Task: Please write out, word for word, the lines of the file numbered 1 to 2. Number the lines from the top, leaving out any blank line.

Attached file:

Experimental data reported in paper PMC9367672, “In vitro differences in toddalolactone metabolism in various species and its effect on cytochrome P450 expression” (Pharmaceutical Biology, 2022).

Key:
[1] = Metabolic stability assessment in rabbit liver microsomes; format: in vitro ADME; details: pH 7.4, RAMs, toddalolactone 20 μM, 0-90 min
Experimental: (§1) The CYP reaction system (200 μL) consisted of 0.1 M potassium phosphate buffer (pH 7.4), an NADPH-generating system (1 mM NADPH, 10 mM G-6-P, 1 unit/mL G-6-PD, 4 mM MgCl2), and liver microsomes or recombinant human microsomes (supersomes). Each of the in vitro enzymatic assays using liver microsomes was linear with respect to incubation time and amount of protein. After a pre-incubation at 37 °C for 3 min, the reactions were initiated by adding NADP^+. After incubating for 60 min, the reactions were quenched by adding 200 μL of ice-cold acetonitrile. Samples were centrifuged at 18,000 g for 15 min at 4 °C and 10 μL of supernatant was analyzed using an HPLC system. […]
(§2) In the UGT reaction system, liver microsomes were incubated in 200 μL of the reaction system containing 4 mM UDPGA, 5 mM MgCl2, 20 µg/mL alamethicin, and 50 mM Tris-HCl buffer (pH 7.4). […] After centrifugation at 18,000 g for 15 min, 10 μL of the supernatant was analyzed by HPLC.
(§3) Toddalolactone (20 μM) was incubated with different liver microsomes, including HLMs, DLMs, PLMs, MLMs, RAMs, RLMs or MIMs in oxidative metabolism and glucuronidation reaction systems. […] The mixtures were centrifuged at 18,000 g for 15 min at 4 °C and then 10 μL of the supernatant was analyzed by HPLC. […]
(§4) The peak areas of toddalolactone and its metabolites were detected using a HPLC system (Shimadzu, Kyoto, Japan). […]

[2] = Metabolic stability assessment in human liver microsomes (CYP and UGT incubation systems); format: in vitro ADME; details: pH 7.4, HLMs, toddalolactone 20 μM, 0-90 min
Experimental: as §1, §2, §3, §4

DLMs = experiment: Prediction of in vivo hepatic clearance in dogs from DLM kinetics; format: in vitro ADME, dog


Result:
Experimental data reported in paper PMC9367672, “In vitro differences in toddalolactone metabolism in various species and its effect on cytochrome P450 expression” (Pharmaceutical Biology, 2022).

Key: